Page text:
NoSQL databases are designed to be simple when compared with relational databases, yet they sometimes seem complex to new users. In this article, we’ll explore the NoSQL architecture to help bring you up to speed.

When you leverage the right solution for the amounts and types of data you’re dealing with, then you’ll make life much easier for yourself.

First, you need to know what types of storage options are available to you. In general, you can store and retrieve data using any of the following:

Spreadsheets (i.e. Microsoft Excel)
Relational Database (i.e. SQL)
Non-Relational Database (i.e. NoSQL)
Spreadsheets are best for small datasets. For instance, when you’ve got less than 10,000 records to manage, you can easily store them in rows within a single spreadsheet. Later, Best Database Provider you can quickly search that spreadsheet to find the exact data you need.

Relational databases are a step up from spreadsheets. When you’ve got 10k+ records, or when you’ve got multiple spreadsheets with 10k+ records, then it makes sense to use a relational system that is designed to quickly store and retrieve data across multiple systems (spreadsheets).

As you continue to scale up toward big data, and as your datasets become more complex, you eventually reach a point where relational databases become inefficient. To get real-time analytics, and to deal with more sophisticated records, you need a faster, more powerful alternative, and that’s where the NoSQL database comes in.

Looking for an innovative NoSQL solution?

Now that you have an idea of the uses for different types of systems, let’s explore how data is actually stored within NoSQL.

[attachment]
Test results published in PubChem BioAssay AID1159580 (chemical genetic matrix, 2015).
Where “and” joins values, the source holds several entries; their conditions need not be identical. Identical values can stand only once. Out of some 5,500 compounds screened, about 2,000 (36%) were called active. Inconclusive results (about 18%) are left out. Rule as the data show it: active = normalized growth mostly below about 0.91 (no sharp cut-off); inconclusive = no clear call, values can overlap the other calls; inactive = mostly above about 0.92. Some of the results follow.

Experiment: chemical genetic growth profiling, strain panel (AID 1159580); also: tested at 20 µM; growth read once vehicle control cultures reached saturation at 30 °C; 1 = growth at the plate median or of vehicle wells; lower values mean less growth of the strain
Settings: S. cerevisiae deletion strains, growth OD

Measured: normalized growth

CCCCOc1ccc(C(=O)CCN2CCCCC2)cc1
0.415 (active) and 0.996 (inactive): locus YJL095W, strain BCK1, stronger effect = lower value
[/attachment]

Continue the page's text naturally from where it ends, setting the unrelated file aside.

NoSQL Data Store Options

Non-relational databases are powerful storage systems that emerged in the early 2000s. They’re designed to manage large volumes of unstructured data, return real-time web app analytics, and to process big data across the internet of things (IoT).

Within the NoSQL system, there are multiple ways to store and retrieve records that surpass the limitations of relational systems. The primary ways data can be stored in NoSQL include:

Key-Value Store
Document Store
Column Store
Graph Store
Time Series Store
Some NoSQL databases work with more than Best Database Provider one type of record store. Most non-relational systems use one to three of the above. A select few, such as BangDB, offer queries across all five.

Key-Value Store
The key-value store is a database system that stores records as sets of unique identifiers with an associated (paired) value. This data-pairing is referred to as a “key value pair.” The “key” is the unique identifier. The “value” is the data being identified, or its location.

A major benefit of key-value stores is that they are fast for data retrieval. Where relational systems store data across rows and columns, and need to query across the database to return a record, the key-value store is more flexible and only has to search for the key, then return the associated value.

Due to the speed of returns, and their flexibility, key-value stores are particularly useful in certain cases such as:

Storing, recalling, and updating product information, pricing, categories and other ecommerce related functions.
Storing user details, preferences, and session information for rapid recall and rewrites.
Generating real-time data to provide relevant advertising as users move through different areas of a platform or website.
The ability to minimize reads and writes, and to quickly locate datasets based on unique identifiers makes the key value store a blazing fast option that outperforms relational databases in almost every way for businesses that deal in retail, advertising, ecommerce, and other web applications.

Document Store

Another storage option, the document-store, stores data in a semi-structured document. The data can then be ordered with markers.

Information in this data type needs to be encoded in XML, JSON, BSON or as a YAML file, and is never stored in a table (which is why it is unsuitable for relational storage). Instead, complex datasets are contained in a single record.

Retrieval occurs when a key is used to locate the document, and then that document is searched for the information required.

A benefit of the document store is that different types of documents can be contained within a single store, and updates to those documents do not need to be related back to the database.